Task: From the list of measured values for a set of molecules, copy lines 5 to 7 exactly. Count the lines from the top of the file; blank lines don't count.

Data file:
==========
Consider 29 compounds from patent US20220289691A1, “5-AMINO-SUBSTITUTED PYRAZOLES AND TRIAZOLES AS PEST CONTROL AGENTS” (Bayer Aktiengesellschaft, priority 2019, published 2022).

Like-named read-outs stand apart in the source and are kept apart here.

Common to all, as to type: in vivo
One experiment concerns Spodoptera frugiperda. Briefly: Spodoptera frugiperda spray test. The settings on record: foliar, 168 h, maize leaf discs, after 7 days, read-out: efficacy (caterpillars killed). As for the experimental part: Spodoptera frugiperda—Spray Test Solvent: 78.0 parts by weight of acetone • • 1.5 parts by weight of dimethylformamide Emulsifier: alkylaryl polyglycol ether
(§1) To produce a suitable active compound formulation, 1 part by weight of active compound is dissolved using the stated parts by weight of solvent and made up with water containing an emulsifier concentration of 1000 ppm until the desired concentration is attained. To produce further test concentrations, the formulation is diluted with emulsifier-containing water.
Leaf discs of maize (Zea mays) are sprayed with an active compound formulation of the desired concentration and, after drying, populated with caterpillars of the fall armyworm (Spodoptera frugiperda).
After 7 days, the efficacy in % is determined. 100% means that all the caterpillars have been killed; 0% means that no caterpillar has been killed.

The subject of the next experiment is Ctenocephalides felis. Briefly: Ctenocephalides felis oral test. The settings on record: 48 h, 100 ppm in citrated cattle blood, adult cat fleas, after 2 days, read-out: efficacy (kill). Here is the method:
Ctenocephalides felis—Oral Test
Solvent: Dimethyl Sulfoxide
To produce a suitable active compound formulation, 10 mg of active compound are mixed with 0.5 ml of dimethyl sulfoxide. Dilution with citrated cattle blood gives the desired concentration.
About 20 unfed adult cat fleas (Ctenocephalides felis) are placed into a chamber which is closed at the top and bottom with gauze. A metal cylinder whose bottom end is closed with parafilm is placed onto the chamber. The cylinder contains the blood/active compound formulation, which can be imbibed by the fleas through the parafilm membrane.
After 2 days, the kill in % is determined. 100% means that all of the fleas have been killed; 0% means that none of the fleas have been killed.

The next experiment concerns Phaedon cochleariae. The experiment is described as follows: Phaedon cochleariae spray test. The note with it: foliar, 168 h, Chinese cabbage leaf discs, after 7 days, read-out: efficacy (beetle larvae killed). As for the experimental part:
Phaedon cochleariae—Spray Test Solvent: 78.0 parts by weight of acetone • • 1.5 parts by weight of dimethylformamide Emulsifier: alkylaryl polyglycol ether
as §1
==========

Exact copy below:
(§1) To produce a suitable active compound formulation, 1 part by weight of active compound is dissolved using the stated parts by weight of solvent and made up with water containing an emulsifier concentration of 1000 ppm until the desired concentration is attained. To produce further test concentrations, the formulation is diluted with emulsifier-containing water.
Leaf discs of maize (Zea mays) are sprayed with an active compound formulation of the desired concentration and, after drying, populated with caterpillars of the fall armyworm (Spodoptera frugiperda).
After 7 days, the efficacy in % is determined. 100% means that all the caterpillars have been killed; 0% means that no caterpillar has been killed.